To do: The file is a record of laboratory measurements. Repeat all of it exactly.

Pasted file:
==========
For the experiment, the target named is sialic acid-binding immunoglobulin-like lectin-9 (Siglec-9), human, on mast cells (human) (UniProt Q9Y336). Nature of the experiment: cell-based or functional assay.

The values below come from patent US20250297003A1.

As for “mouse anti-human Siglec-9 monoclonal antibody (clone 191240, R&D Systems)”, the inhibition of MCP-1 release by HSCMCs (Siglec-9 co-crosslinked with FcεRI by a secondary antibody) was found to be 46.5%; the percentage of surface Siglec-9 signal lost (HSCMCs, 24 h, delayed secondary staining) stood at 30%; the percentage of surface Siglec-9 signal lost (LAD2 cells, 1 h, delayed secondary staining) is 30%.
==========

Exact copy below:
For the experiment, the target named is sialic acid-binding immunoglobulin-like lectin-9 (Siglec-9), human, on mast cells (human) (UniProt Q9Y336). Nature of the experiment: cell-based or functional assay.

The values below come from patent US20250297003A1.

As for “mouse anti-human Siglec-9 monoclonal antibody (clone 191240, R&D Systems)”, the inhibition of MCP-1 release by HSCMCs (Siglec-9 co-crosslinked with FcεRI by a secondary antibody) was found to be 46.5%; the percentage of surface Siglec-9 signal lost (HSCMCs, 24 h, delayed secondary staining) stood at 30%; the percentage of surface Siglec-9 signal lost (LAD2 cells, 1 h, delayed secondary staining) is 30%.